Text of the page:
It is rare to hear a concert by the San Francisco Symphony that is not superb, gorgeous, interesting, entertaining. One can easily run out of fresh adjectives and re-use the same ones that are useful to describe the experience of a beautiful performance of beautiful music. The concert on March 24, 2018, however, soared into another realm. Music Director Michael Tilson Thomas conducted the program of Alban Berg’s Violin Concerto (1935) with violinist Gil Shaham as guest artist and Gustav Mahler’s Symphony No. 5 in C-sharp minor (1902). The performance surpassed any expectations.
Berg’s Concerto for Violin and Orchestra is doubly tragic. Berg died the day before Christmas the year he wrote the concerto; the concerto was his last completed work. It was written to commemorate Manon Gropius, daughter of Alma Mahler Werfel, Mahler’s widow, and architect Walter Gropius. At age eighteen, Manon died from polio. Berg had known her since her childhood. He wrote “To the Memory of an Angel.” on the manuscript. He dedicated the work to Louis Krasner, a violinist based in Boston who had asked Berg early in 1935 to write a concerto for him. Krasner played the premiere, 1936, in Barcelona. The concerto sums up the passages of the life lost so young. It has two two-part movements. The first is Andante-Allegretto; the second Allegro-Adagio. The Andante has an ethereal, daydreaming atmosphere: a girl watching clouds scud through the sky. The Allegretto is playful and dancing. In the last part, the drama of the girl almost growing up and then twisted with pain grabs the listener physically just below the ribs. The structure of the music in the Adagio refers to a chorale of the Lutheran church that prays “It is enough! Lord, if it pleases You.” The terror of Manon and for her; the need for resignation in the face of inevitable death; the struggle of life to remain alive is reenacted in the soloist striving over the other strings. In the end, the solo violin seems to resolve the pain. There can be acceptance and a fitting harmony with loss.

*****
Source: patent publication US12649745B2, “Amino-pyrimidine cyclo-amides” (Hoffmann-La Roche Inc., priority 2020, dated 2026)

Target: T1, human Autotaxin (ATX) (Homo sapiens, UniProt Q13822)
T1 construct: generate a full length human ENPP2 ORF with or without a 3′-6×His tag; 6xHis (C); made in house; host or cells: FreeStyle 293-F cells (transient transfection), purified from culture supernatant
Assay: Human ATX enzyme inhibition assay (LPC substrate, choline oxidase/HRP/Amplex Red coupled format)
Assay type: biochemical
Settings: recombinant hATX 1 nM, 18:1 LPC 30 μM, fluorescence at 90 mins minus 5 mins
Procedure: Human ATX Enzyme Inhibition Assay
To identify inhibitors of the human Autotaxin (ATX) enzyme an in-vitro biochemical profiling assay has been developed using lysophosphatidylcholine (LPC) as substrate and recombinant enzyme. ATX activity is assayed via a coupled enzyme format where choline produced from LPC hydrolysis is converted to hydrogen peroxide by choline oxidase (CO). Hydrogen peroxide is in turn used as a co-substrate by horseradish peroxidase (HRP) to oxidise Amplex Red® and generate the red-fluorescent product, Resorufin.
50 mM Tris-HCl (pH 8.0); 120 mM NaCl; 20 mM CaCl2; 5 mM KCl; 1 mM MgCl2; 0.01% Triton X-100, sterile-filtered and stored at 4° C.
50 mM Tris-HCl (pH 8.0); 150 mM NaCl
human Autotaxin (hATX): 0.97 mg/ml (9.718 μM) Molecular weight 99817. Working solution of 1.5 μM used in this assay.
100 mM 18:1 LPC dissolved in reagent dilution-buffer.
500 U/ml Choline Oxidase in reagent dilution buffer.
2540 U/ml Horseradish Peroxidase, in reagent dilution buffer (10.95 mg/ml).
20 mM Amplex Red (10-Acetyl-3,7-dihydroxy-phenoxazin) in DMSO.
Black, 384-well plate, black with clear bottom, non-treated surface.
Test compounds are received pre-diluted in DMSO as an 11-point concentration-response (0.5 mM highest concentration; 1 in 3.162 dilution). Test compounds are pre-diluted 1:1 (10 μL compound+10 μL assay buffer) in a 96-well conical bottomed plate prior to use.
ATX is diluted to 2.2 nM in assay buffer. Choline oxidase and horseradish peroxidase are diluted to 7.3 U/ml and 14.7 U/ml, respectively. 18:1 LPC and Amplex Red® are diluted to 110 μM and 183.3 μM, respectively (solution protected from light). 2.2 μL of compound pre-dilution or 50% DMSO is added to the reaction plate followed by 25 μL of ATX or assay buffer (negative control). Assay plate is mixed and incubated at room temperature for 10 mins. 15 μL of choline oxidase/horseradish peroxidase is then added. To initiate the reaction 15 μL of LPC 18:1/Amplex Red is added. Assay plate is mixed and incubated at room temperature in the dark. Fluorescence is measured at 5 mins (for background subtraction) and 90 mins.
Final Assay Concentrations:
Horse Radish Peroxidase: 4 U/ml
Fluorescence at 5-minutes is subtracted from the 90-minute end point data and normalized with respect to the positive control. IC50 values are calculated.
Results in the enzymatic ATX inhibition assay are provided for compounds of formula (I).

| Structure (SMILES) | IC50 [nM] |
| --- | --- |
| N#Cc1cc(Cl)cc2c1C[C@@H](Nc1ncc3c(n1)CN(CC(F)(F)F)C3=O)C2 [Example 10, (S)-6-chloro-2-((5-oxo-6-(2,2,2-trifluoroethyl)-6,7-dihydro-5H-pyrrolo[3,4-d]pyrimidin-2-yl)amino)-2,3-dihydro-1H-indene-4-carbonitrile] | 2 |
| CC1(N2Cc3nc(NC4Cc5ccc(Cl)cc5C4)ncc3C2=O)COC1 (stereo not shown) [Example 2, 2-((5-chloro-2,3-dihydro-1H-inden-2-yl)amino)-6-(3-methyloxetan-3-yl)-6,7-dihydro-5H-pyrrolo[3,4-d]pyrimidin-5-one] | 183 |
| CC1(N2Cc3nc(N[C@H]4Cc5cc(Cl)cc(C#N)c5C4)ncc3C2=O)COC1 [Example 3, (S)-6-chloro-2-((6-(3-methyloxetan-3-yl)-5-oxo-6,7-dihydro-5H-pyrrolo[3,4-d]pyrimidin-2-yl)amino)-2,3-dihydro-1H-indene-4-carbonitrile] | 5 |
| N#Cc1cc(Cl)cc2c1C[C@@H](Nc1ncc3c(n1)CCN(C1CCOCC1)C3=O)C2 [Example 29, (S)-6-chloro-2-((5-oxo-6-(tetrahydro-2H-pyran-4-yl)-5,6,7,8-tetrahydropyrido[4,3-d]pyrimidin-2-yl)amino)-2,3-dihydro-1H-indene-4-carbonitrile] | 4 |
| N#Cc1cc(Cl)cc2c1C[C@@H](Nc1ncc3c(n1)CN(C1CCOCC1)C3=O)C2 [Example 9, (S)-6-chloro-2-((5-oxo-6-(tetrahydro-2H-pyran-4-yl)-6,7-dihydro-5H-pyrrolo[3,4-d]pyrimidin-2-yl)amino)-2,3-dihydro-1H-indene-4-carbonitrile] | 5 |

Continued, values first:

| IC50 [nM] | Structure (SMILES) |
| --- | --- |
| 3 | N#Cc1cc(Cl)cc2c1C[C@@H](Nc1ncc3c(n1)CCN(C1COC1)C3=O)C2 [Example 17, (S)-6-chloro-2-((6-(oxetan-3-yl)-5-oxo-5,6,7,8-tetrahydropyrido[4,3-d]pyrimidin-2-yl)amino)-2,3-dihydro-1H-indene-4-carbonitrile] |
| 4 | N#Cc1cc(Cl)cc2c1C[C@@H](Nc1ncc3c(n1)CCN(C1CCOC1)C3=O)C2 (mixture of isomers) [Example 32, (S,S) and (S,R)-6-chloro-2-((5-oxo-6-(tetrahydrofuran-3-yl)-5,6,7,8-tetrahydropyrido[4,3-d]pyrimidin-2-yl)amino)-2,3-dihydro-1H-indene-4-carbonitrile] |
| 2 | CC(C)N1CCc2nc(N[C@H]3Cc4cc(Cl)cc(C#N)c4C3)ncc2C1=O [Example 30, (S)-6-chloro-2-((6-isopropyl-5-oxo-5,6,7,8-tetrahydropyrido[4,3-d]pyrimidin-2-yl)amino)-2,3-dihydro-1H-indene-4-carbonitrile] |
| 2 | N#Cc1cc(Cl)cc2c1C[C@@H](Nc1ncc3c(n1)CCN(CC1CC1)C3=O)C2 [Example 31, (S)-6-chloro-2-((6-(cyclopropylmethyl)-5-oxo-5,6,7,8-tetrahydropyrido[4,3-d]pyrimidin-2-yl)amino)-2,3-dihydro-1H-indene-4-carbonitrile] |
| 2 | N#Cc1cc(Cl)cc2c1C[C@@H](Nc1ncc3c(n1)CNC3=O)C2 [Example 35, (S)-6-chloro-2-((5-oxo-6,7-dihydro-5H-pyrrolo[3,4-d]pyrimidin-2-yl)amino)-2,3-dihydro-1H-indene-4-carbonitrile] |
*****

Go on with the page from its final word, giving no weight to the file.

Gil Shaham is an extraordinary violinist. His gifts are of the heart as well as in his hands. He plays with verve and power and also tenderness and anguish. His presence as a performer lights up all of Davies Hall.
Mahler’s Symphony No. 5 travels from sounds of a funeral to renewal of life. There is so much variety of emotion, experience, exaltation on the way that the listener’s senses rocket from depths to heights and back again. Holding one’s breath, afraid to miss any single event in this music it is as though by living with the music one can experience multitudes of lives from the inside rather than from observation. Maestro Michael Tilson Thomas is justly renown for conducting, teaching, expanding Mahler’s audience. The SF Symphony met every challenge of the music and fulfilled their Maestro’s vision. This is the Mahler symphony with the Adagietto, now so famous that it is often played as a separate piece on classical radio. This quiet, very slow movement could be “Mahler’s heartache” as described by the late music writer, Michael Steinberg, or it could be the most purely sensuous classical music ever written. The symphony ends with raucous, joyful music shouting with exuberance. The listener lived in the music as Michael Tilson Thomas seems to have every phrase and its musical meaning in every cell of himself.
Conducting without a score, the Maestro reminded me of Charles Dickens traveling the world, taking all the parts to enact scenes from his novels. Now, imagine someone else, not the writer of Tolstoy’s War and Peace or Dickens’ Bleak House being able to recite and act the whole of one of those enormous books with nearly countless characters, events, plots, subplots, descriptions of landscapes and ballrooms. That’s what Michael Tilson Thomas does conducting Mahler. It was a transcendent performance.
Hedgehog Highlight on Berg’s Three Pieces for Orchestra, livelyfoundation.org/wordpress/?p=669 Hedgehog Highlight on Mahler’s Symphony No. 2, livelyfoundation.org/wordpress/?p=1585
www.sfsymphony.com, gilshaham.com, michaeltilsonthomas.com
photo of Michael Tilson Thomas courtesy the San Francisco Symphony